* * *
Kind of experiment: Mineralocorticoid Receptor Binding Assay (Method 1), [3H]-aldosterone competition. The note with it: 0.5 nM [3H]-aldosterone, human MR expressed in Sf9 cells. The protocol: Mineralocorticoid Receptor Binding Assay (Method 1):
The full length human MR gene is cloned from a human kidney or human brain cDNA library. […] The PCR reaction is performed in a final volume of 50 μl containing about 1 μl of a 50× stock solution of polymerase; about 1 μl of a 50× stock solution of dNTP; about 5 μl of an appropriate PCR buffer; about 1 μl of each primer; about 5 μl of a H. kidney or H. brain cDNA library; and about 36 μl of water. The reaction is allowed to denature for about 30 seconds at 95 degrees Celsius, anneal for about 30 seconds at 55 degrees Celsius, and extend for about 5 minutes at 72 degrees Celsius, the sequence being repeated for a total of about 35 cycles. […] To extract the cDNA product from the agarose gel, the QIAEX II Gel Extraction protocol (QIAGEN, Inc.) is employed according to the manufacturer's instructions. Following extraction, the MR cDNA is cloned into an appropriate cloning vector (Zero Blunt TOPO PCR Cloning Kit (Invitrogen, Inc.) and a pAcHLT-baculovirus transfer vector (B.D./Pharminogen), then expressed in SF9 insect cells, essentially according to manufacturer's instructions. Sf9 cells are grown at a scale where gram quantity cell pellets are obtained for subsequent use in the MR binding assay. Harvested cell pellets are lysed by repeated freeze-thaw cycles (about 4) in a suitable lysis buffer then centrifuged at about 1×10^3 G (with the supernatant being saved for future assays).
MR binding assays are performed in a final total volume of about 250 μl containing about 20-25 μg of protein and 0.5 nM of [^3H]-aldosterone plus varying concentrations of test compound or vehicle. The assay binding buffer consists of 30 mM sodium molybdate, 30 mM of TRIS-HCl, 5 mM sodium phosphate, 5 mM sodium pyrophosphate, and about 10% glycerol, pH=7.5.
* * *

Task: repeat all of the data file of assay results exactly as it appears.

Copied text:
Kind of experiment: Mineralocorticoid Receptor Binding Assay (Method 1), [3H]-aldosterone competition. The note with it: 0.5 nM [3H]-aldosterone, human MR expressed in Sf9 cells. The protocol: Mineralocorticoid Receptor Binding Assay (Method 1):
The full length human MR gene is cloned from a human kidney or human brain cDNA library. […] The PCR reaction is performed in a final volume of 50 μl containing about 1 μl of a 50× stock solution of polymerase; about 1 μl of a 50× stock solution of dNTP; about 5 μl of an appropriate PCR buffer; about 1 μl of each primer; about 5 μl of a H. kidney or H. brain cDNA library; and about 36 μl of water. The reaction is allowed to denature for about 30 seconds at 95 degrees Celsius, anneal for about 30 seconds at 55 degrees Celsius, and extend for about 5 minutes at 72 degrees Celsius, the sequence being repeated for a total of about 35 cycles. […] To extract the cDNA product from the agarose gel, the QIAEX II Gel Extraction protocol (QIAGEN, Inc.) is employed according to the manufacturer's instructions. Following extraction, the MR cDNA is cloned into an appropriate cloning vector (Zero Blunt TOPO PCR Cloning Kit (Invitrogen, Inc.) and a pAcHLT-baculovirus transfer vector (B.D./Pharminogen), then expressed in SF9 insect cells, essentially according to manufacturer's instructions. Sf9 cells are grown at a scale where gram quantity cell pellets are obtained for subsequent use in the MR binding assay. Harvested cell pellets are lysed by repeated freeze-thaw cycles (about 4) in a suitable lysis buffer then centrifuged at about 1×10^3 G (with the supernatant being saved for future assays).
MR binding assays are performed in a final total volume of about 250 μl containing about 20-25 μg of protein and 0.5 nM of [^3H]-aldosterone plus varying concentrations of test compound or vehicle. The assay binding buffer consists of 30 mM sodium molybdate, 30 mM of TRIS-HCl, 5 mM sodium phosphate, 5 mM sodium pyrophosphate, and about 10% glycerol, pH=7.5.